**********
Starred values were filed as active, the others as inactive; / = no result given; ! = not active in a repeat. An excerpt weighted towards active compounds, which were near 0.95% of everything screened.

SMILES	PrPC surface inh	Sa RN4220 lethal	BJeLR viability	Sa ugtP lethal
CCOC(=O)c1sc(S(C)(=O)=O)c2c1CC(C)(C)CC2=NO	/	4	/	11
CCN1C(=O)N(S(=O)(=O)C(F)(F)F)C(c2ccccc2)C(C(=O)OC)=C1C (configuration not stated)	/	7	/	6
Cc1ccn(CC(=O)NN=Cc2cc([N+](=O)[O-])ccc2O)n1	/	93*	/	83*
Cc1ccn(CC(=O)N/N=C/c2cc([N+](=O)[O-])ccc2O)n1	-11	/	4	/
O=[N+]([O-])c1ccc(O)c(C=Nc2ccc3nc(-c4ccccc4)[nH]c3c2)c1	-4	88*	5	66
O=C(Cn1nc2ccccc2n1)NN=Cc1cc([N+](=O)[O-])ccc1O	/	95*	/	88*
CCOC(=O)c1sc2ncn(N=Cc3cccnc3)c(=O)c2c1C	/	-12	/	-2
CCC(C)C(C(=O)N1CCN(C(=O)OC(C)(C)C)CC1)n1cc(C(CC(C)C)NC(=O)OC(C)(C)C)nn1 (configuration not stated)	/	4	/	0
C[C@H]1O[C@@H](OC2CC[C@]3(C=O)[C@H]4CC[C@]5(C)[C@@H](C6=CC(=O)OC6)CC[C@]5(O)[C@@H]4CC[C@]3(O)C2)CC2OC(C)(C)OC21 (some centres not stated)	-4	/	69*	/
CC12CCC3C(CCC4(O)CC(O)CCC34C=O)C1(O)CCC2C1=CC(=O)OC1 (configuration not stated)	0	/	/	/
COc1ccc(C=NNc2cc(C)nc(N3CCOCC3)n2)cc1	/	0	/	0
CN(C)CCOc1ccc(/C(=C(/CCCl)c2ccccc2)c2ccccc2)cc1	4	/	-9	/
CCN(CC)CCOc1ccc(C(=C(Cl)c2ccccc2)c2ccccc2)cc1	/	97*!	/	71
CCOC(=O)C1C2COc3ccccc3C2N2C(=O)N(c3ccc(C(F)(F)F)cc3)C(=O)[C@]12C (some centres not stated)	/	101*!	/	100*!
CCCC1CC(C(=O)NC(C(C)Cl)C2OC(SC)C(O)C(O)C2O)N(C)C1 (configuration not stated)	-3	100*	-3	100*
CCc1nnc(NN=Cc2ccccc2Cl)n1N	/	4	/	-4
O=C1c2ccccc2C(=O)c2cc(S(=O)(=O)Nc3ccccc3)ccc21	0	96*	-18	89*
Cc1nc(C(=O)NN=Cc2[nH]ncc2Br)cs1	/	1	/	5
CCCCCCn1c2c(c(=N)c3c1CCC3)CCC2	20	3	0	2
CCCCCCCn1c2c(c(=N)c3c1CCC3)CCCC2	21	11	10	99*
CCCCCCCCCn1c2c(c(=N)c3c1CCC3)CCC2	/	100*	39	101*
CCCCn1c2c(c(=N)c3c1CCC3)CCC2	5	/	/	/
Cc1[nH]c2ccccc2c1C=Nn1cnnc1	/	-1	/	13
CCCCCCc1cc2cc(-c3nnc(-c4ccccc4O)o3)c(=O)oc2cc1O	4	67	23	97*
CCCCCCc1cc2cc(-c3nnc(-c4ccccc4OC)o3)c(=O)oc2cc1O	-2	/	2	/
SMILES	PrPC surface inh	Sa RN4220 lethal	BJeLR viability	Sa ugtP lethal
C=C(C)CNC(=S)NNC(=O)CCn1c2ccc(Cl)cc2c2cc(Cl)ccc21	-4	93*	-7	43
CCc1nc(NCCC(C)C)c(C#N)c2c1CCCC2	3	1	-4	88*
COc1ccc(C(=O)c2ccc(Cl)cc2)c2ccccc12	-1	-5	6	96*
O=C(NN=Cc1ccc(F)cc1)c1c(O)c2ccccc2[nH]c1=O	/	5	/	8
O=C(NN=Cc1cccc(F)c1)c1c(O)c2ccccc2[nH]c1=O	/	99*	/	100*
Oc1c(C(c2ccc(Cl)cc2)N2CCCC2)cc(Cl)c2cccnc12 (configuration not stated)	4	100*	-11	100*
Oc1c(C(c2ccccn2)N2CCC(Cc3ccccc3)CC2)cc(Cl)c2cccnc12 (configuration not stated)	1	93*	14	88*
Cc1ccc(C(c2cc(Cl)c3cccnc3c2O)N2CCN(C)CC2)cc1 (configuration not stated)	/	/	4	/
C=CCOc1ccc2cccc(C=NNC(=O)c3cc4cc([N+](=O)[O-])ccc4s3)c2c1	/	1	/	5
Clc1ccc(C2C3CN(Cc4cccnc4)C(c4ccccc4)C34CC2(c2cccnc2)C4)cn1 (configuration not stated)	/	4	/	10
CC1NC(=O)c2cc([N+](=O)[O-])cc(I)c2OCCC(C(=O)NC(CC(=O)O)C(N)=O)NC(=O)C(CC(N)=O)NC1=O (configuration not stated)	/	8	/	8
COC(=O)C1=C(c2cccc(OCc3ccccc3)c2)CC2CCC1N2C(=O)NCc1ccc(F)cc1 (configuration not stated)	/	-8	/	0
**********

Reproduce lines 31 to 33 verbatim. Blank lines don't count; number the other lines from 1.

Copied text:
COc1ccc(C(=O)c2ccc(Cl)cc2)c2ccccc12	-1	-5	6	96*
O=C(NN=Cc1ccc(F)cc1)c1c(O)c2ccccc2[nH]c1=O	/	5	/	8
O=C(NN=Cc1cccc(F)c1)c1c(O)c2ccccc2[nH]c1=O	/	99*	/	100*